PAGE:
VB: Are you considering other releases of that nature?
GO: I'm always considering it, but I'm not the record company. They control the amount of releases. I have tons of material that is more than worthy of release and I would love to share it. Sometimes it can be quite frustrating and it makes me long for the good old days when artists would record whenever they were first inspired as opposed to the "one recording per year" contract requirements of today. Record companies are a business first and foremost - so I know why this is the way things are done.
VB: I hear that there is a guy from the Bronx who sets up at a lot of avant-garde shows – David Murray, WSQ etc. – who supplies the band with copies and plays the stuff on his radio show...
GO: I'd like for him to become a friend of mine. Please direct him to me if you know of his whereabouts.
VB: The 21st Century brings us face to face with a lot of new technological parameters in the music industry. Recently, there has been a lot of noise about artists issuing "collectors" oriented music on the Internet...rarities, outtakes etc. I read that Roger McGuinn from the Byrds recently released an MP3 of folk tunes that no label would bite on and sold about 1000 copies and made more profit than on his last couple of major label releases. There sure is a tradition in jazz of a segment of the fanbase who buy up alternate takes and sketchily recorded live dates (witness Mosaic's Dean Benedetti recordings of Charlie Parker and all the alternate takes floating around the innumerable reissues since the CD was introduced). How about MP3s and the downloading of "unofficial" music from an artist's perspective?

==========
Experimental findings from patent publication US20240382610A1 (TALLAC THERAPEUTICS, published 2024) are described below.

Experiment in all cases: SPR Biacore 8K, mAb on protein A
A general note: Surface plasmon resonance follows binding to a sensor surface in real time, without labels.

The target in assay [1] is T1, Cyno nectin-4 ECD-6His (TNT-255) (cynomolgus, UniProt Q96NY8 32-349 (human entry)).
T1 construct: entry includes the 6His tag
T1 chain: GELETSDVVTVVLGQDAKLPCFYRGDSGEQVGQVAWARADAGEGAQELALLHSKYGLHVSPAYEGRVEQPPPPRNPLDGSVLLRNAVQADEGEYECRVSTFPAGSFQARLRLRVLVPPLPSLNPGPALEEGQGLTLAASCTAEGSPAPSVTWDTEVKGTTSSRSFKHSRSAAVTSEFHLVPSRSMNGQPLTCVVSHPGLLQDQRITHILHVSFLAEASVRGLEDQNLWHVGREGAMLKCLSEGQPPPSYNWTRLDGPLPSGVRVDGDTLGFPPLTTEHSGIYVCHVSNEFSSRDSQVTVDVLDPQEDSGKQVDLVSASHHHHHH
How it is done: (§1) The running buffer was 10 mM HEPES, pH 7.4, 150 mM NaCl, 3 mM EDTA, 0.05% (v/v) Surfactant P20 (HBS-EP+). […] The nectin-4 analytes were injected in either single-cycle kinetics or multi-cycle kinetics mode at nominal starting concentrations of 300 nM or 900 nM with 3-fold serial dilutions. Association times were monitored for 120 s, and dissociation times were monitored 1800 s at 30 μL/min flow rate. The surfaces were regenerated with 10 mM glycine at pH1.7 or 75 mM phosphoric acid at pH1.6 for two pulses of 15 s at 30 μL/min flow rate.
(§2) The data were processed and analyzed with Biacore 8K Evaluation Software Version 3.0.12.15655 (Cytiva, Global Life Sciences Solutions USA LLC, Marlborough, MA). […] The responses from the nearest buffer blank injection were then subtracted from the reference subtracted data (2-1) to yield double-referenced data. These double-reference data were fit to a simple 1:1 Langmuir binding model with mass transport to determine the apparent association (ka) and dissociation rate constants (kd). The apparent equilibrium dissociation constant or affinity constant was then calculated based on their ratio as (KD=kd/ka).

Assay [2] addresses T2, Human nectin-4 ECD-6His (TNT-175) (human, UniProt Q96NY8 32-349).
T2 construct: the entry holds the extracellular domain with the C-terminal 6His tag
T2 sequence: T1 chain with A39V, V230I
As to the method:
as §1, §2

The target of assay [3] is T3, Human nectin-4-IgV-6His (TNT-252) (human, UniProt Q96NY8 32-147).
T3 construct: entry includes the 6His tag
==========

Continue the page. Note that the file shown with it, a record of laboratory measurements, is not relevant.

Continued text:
GO: If the music that is made available is not in direct violation of an artist's contractual obligations I see no harm in making alternate versions of unpublished works available to anyone that wants it. There is much more to gain - even though the labels don't quite see things that way.
VB: You've been a computer nut for a long time – do you use the computer as a compositional or rehearsal tool?
GO: I've always said that a computer never needs to go to the bathroom nor does it ever complain that it is hungry. I work out all my concepts on my computers at all hours of the night with nary a complaint. Again, like an instrument, it is merely a tool. Without a creative mind to drive it, it is of no use.